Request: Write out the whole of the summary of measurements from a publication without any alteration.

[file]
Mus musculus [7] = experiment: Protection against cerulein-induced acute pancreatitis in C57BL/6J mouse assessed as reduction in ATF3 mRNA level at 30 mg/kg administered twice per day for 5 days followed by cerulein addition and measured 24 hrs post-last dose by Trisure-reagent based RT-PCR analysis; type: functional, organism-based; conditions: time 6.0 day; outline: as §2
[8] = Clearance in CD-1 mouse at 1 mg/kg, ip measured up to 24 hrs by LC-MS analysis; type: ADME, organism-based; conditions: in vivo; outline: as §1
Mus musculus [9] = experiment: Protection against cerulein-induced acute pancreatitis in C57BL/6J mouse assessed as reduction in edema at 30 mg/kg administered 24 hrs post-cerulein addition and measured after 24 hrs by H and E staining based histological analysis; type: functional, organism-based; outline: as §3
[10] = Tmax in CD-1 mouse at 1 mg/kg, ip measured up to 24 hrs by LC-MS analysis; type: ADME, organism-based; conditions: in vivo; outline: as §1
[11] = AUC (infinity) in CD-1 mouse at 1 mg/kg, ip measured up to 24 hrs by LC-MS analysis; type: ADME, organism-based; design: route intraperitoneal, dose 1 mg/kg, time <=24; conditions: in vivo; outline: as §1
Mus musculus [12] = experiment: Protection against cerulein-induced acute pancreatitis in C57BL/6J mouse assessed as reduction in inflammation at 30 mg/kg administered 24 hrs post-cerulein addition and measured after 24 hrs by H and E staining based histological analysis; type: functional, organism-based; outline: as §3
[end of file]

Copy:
Mus musculus [7] = experiment: Protection against cerulein-induced acute pancreatitis in C57BL/6J mouse assessed as reduction in ATF3 mRNA level at 30 mg/kg administered twice per day for 5 days followed by cerulein addition and measured 24 hrs post-last dose by Trisure-reagent based RT-PCR analysis; type: functional, organism-based; conditions: time 6.0 day; outline: as §2
[8] = Clearance in CD-1 mouse at 1 mg/kg, ip measured up to 24 hrs by LC-MS analysis; type: ADME, organism-based; conditions: in vivo; outline: as §1
Mus musculus [9] = experiment: Protection against cerulein-induced acute pancreatitis in C57BL/6J mouse assessed as reduction in edema at 30 mg/kg administered 24 hrs post-cerulein addition and measured after 24 hrs by H and E staining based histological analysis; type: functional, organism-based; outline: as §3
[10] = Tmax in CD-1 mouse at 1 mg/kg, ip measured up to 24 hrs by LC-MS analysis; type: ADME, organism-based; conditions: in vivo; outline: as §1
[11] = AUC (infinity) in CD-1 mouse at 1 mg/kg, ip measured up to 24 hrs by LC-MS analysis; type: ADME, organism-based; design: route intraperitoneal, dose 1 mg/kg, time <=24; conditions: in vivo; outline: as §1
Mus musculus [12] = experiment: Protection against cerulein-induced acute pancreatitis in C57BL/6J mouse assessed as reduction in inflammation at 30 mg/kg administered 24 hrs post-cerulein addition and measured after 24 hrs by H and E staining based histological analysis; type: functional, organism-based; outline: as §3